Wednesday, March 19, 2014
When I first heard about Facebook I thought it sounded like the silliest exercise in futility I could imagine. This was in 2008, when the game was new and all the rage. It supplanted something called MySpace, which I'd never tried. But I had a few friends on Facebook and went online to see what it was all about. I was put off by the terms. "Status" is the place to post your latest idea, mood, or swiped meme. I didn't know what a meme was and had no interest in revealing any innermost or outermost thought. But I began to catch on. I could scroll down and see what the people I knew were up to, and if somebody interesting posted a snappy comment more than once, I just might ask them to become my Facebook friend.
A real-life friend had just joined, and I noted that he already had 50 FB friends while I only had 12. He said one of his friends had just hooked him up with about 40 of them. I began scrounging around, gathering names, and commenting on their posts. Soon I had a hundred and had actually met a few of them in person. Now I'm up to over 300, but I seldom add a new name these days.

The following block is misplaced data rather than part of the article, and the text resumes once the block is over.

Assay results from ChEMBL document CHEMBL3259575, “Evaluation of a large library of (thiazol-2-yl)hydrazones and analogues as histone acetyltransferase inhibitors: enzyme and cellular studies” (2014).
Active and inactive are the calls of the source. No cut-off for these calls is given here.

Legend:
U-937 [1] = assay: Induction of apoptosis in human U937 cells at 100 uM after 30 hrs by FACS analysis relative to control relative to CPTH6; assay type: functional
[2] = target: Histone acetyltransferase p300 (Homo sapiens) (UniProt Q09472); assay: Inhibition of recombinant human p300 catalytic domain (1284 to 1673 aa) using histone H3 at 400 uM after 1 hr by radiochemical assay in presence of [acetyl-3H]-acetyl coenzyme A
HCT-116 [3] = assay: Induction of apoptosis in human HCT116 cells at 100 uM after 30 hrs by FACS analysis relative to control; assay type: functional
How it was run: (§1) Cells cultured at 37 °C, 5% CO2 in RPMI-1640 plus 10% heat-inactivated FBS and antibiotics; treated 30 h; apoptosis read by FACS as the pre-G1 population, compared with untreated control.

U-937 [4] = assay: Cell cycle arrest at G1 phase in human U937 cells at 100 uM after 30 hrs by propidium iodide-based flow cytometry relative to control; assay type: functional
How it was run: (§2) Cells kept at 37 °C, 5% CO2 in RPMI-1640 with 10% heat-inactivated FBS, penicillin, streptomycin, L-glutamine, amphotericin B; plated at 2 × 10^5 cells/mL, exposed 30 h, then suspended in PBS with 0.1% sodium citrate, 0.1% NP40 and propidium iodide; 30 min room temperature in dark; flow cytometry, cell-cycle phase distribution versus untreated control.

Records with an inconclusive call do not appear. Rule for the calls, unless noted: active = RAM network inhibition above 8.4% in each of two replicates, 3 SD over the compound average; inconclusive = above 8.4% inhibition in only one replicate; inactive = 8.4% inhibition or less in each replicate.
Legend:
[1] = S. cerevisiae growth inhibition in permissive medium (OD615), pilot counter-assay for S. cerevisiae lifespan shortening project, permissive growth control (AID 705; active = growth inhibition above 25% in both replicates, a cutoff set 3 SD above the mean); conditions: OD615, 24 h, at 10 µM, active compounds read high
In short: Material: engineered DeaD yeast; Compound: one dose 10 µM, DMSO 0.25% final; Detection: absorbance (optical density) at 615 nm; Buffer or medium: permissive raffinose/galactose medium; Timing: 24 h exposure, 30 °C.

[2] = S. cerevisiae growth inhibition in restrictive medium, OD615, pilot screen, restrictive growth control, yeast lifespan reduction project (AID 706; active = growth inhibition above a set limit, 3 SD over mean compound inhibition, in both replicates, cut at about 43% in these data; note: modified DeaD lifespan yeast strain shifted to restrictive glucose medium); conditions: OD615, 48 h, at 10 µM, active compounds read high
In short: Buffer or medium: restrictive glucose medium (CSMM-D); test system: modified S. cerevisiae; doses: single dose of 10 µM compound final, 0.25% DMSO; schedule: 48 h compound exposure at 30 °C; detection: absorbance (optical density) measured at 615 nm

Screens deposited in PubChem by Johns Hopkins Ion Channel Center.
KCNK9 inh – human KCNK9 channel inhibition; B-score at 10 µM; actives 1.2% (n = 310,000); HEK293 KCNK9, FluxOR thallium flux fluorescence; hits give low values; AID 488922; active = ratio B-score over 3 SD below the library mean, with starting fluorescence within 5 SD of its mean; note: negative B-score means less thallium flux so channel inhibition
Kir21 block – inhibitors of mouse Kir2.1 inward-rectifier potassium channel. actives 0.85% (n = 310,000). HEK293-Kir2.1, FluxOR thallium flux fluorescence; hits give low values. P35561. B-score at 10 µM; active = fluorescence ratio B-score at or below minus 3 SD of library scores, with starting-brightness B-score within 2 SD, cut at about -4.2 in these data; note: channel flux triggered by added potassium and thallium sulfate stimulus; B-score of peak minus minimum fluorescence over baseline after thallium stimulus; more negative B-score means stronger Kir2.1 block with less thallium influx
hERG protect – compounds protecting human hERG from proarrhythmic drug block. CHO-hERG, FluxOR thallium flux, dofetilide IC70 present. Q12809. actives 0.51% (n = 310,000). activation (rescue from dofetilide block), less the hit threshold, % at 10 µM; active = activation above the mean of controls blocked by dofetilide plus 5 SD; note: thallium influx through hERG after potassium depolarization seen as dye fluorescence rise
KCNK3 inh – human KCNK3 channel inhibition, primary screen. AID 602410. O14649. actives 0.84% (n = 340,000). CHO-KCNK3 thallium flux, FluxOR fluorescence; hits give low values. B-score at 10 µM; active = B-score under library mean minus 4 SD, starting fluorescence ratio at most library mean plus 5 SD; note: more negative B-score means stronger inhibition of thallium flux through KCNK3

The thing is, on these sites I lose my filter. Early on, a Facebook-friend-of-a-Facebook-friend said of me, "I don't know what you like about her"--meaning me--"she's just an attack dog!" I never thought of myself as an attack dog and didn't realize my critical and/or sarcastic comments cause me to come across that way. Basically an introvert who covers her ass in sassy comebacks, I found a freedom on the faceless network of social media. For some reason I was annoyed if somebody posted too obvious or Pollyanna-ish remarks on her status, I tended to shoot them all down with my handy peashooter of unwelcome wisecracks. This lost me a few followers along the way, and, even though I thought I'd learned to tone it down, I still indulge in the uncalled-for slapdown from time to time. When I'm unfriended I seldom think I deserve it.
I found Facebook to be a dandy place to notify friends about my self-published novel. I published pictures of the cover, time and again, and all but begged for people to post reviews on amazon. I created a page just for the book and sent requests all around for people to click on "Like." After I reached a hundred likes and 20-something reviews on amazon, interest tapered off in both places, yet I kept after it. A friend sent me a personal message to stop the relentless plugging of my novel and all but threatened to unfriend me if I didn't. It brought me up short; again I was learning that often I don't come across on Facebook the way I think I do.
I began posting pictures of long gone movie stars and obscure celebrities on their birthdays. I began posting art works from the great masters. Got lots of good responses from those.
It's all wearing a bit thin. I don't know how much longer I'll enjoy this free-for-all of blather and backslapping (or backstabbing). I don't think I'm doing it because I'm bored, but I wonder if I would be bored if I quit.